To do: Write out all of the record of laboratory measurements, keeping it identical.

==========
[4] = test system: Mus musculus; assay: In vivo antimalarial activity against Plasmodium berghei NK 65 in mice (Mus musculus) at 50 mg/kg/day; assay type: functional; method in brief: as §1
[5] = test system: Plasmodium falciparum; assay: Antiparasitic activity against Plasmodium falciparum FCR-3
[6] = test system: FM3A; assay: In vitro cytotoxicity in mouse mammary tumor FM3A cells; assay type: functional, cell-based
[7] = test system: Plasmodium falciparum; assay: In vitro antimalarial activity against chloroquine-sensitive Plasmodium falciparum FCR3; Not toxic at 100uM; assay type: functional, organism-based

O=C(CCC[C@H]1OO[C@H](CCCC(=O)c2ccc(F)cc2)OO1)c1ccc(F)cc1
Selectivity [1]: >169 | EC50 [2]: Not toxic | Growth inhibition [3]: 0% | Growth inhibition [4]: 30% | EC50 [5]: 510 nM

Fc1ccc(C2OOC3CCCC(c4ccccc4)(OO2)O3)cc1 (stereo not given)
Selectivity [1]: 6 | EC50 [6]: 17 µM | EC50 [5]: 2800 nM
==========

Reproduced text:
[4] = test system: Mus musculus; assay: In vivo antimalarial activity against Plasmodium berghei NK 65 in mice (Mus musculus) at 50 mg/kg/day; assay type: functional; method in brief: as §1
[5] = test system: Plasmodium falciparum; assay: Antiparasitic activity against Plasmodium falciparum FCR-3
[6] = test system: FM3A; assay: In vitro cytotoxicity in mouse mammary tumor FM3A cells; assay type: functional, cell-based
[7] = test system: Plasmodium falciparum; assay: In vitro antimalarial activity against chloroquine-sensitive Plasmodium falciparum FCR3; Not toxic at 100uM; assay type: functional, organism-based

O=C(CCC[C@H]1OO[C@H](CCCC(=O)c2ccc(F)cc2)OO1)c1ccc(F)cc1
Selectivity [1]: >169 | EC50 [2]: Not toxic | Growth inhibition [3]: 0% | Growth inhibition [4]: 30% | EC50 [5]: 510 nM

Fc1ccc(C2OOC3CCCC(c4ccccc4)(OO2)O3)cc1 (stereo not given)
Selectivity [1]: 6 | EC50 [6]: 17 µM | EC50 [5]: 2800 nM